partition.
6.80. Two n-gons are inscribed in one circle and the collections of the length of their
sides are equal but the corresponding sides are not necessarily equal. Prove that the areas
of these polygons are equal.
6.81. Positive numbers a1 , . . . , an are such that 2ai < a1 + · · · + an for all i = 1, . . . ,
n. Prove that there exists an inscribed n-gon the lengths of whose sides are equal to a1 , . . . ,
an .
***
6.82. A point inside a circumscribed n-gon is connected by segments with all the vertices
and tangent points. The triangles formed in this way are alternately painted red and blue.
Prove that the product of areas of red triangles is equal to the product of areas of blue
triangles.
6.83. In a 2n-gon (n is odd) A1 . . . A2n circumscribed about a circle centered at O the
diagonals A1 An+1 , A2 An+2 , . . . , An−1 A2n−1 pass through point O. Prove that the diagonals
An A2n also passes through point O.
6.84. A circle of radius r is tangent to the sides of a polygon at points A1 , . . . , An and
the length of the side on which point Ai lies is equal to ai . The distance from point X to
the center of the circle is equal to d. Prove that
a1 XA21 + · · · + an XA2n = P (r2 + d2 ),
where P is the perimeter of the polygon.
6.85. An n-gon A1 . . . An is circumscribed about a circle; l is an arbitrary tangent to
the circle that does not pass through any vertex of the n-gon. Let ai be the distance from
vertex Ai to line l and bi the distance from the tangent point of side Ai Ai+1 with the circle
to line l. Prove that:
...bn
a) the value ab11 ...a
does not depend on the choice of line l;
n
2m−1
does not depend on the choice of line l if n = 2m.
b) the value a1aa23a...a
4 ...a2m
6.86. Certain sides of a convex polygon are red; the other ones are blue. The sum of the
lengths of the red sides is smaller than the semiperimeter and there is no pair of neighbouring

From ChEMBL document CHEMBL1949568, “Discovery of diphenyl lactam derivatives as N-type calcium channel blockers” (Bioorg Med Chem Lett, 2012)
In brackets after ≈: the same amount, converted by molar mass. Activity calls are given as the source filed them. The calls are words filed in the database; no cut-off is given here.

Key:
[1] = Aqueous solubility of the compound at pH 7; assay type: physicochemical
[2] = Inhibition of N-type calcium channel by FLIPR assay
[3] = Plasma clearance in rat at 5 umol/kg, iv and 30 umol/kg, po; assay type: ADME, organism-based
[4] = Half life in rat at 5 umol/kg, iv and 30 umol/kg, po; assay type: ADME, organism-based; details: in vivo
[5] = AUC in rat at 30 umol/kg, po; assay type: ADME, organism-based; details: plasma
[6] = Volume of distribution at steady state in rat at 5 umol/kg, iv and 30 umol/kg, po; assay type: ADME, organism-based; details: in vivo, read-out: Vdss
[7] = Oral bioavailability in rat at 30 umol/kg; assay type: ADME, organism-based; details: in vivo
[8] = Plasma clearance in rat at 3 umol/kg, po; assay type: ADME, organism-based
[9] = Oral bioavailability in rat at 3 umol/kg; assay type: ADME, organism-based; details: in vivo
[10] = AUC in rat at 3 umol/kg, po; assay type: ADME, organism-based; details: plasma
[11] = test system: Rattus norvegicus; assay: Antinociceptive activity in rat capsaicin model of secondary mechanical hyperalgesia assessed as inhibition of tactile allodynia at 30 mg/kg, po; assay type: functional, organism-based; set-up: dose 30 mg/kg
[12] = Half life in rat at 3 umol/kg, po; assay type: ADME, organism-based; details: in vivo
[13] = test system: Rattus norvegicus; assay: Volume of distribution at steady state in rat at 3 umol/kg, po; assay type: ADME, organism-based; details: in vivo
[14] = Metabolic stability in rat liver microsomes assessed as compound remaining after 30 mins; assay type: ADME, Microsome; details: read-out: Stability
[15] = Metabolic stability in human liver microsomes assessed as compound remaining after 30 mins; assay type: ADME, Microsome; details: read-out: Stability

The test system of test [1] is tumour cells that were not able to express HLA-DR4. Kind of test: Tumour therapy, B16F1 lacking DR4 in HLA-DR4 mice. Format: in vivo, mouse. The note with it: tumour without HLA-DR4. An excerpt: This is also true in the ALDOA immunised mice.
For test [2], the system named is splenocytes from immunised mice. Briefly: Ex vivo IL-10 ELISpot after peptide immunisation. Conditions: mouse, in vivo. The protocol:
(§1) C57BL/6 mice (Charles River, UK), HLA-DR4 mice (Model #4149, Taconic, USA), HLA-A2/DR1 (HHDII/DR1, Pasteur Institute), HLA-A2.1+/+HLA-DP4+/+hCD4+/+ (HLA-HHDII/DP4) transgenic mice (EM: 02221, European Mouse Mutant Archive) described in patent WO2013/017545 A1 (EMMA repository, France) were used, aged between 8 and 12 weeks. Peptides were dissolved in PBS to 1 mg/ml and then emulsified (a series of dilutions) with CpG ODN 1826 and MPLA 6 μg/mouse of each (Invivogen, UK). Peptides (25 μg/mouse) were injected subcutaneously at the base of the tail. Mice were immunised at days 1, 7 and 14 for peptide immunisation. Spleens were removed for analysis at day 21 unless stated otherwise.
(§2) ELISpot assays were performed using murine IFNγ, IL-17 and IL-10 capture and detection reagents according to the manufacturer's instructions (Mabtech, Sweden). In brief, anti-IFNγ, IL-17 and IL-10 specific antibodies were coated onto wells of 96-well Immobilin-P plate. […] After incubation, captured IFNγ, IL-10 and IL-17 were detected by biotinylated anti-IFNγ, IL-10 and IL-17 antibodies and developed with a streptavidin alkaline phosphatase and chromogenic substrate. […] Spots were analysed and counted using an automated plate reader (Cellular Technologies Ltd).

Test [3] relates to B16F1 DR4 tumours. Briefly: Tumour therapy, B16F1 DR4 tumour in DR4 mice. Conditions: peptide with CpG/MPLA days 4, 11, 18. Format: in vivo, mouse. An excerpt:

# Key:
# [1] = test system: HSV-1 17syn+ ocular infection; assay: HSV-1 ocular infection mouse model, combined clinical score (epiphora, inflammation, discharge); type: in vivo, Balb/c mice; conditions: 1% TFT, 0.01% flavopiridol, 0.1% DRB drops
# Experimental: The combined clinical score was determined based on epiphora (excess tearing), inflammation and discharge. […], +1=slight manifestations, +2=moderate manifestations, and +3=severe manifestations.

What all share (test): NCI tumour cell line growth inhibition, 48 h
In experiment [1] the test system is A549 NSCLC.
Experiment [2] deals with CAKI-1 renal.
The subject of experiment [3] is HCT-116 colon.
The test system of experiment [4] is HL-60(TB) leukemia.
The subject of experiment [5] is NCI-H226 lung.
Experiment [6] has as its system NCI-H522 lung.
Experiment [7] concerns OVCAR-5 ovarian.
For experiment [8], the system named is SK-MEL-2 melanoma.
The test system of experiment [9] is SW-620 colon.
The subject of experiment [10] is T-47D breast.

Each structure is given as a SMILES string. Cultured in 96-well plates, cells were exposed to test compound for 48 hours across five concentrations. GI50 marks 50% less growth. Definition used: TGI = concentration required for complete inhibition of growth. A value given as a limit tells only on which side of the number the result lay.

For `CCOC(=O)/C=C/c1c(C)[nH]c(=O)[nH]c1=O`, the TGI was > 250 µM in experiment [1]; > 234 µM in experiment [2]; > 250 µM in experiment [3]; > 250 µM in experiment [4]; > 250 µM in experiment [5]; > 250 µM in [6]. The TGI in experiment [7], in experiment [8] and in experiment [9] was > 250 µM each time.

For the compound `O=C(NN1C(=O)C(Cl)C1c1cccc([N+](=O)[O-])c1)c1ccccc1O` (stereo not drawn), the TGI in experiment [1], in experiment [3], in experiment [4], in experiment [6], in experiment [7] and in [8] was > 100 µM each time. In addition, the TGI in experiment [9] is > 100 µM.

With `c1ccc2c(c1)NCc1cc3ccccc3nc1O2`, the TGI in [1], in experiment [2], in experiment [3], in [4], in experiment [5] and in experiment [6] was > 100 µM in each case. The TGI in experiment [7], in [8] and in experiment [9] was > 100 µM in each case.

blue sides. Prove that it is impossible to inscribe this polygon in a circle.
See also Problems 2.12, 4.39, 19.6.
§8. Arbitrary convex polygons
6.87. What is the greatest number of acute angles that a convex polygon can have?
PROBLEMS FOR INDEPENDENT STUDY
145
6.88. How many sides whose length is equal to the length of the longest diagonal can a
convex polygon have?
6.89. For which n there exists a convex n-gon one side of which is of length 1 and the
lengths of the diagonals are integers?
6.90. Can a convex non-regular pentagon have exactly four sides of equal length and
exactly four diagonals of equal lengths? Can the fifth side of such a pentagon have a common
point with the fifth diagonal?
6.91. Point O that lies inside a convex polygon forms, together with each two of its
vertices, an isosceles triangle. Prove that point O is equidistant from the vertices of this
polygon.
See also Problems 4.49, 4.50, 9.82, 9.85, 9.86, 11.35, 13.14, 14.26, 16.8, 17.33, 17.34, 19.9,
23.13, 23.15.
§9. Pascal’s theorem
6.92. Prove that the intersection points of the opposite sides (if these sides are not
parallel) of an inscribed hexagon lie on one line. (Pascal’s theorem.)
6.93. Point M lies on the circumscribed cirlce of triangle ABC; let R be an arbitrary
point. Lines AR, BR and CR intersect the circumscribed circle at points A1 , B1 and C1 ,
respectively. Prove that the intersection points of lines M A1 and BC, M B1 and CA, M C1